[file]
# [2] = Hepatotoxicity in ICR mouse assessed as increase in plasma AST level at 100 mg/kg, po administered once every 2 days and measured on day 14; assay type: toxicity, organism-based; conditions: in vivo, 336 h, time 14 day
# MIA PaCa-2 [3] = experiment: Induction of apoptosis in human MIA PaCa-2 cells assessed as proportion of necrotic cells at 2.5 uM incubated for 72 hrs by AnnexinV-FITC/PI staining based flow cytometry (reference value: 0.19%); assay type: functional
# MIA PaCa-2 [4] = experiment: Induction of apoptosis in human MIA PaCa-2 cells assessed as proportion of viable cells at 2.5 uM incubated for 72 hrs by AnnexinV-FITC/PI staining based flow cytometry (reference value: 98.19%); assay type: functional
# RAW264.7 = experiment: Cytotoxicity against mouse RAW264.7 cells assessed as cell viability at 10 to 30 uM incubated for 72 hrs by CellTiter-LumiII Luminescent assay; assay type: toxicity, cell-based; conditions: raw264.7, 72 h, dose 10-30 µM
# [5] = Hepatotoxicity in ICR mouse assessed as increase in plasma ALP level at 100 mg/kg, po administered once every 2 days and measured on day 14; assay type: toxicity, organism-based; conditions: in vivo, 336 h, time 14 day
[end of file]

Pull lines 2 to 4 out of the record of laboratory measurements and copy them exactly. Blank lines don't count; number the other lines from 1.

# MIA PaCa-2 [3] = experiment: Induction of apoptosis in human MIA PaCa-2 cells assessed as proportion of necrotic cells at 2.5 uM incubated for 72 hrs by AnnexinV-FITC/PI staining based flow cytometry (reference value: 0.19%); assay type: functional
# MIA PaCa-2 [4] = experiment: Induction of apoptosis in human MIA PaCa-2 cells assessed as proportion of viable cells at 2.5 uM incubated for 72 hrs by AnnexinV-FITC/PI staining based flow cytometry (reference value: 98.19%); assay type: functional
# RAW264.7 = experiment: Cytotoxicity against mouse RAW264.7 cells assessed as cell viability at 10 to 30 uM incubated for 72 hrs by CellTiter-LumiII Luminescent assay; assay type: toxicity, cell-based; conditions: raw264.7, 72 h, dose 10-30 µM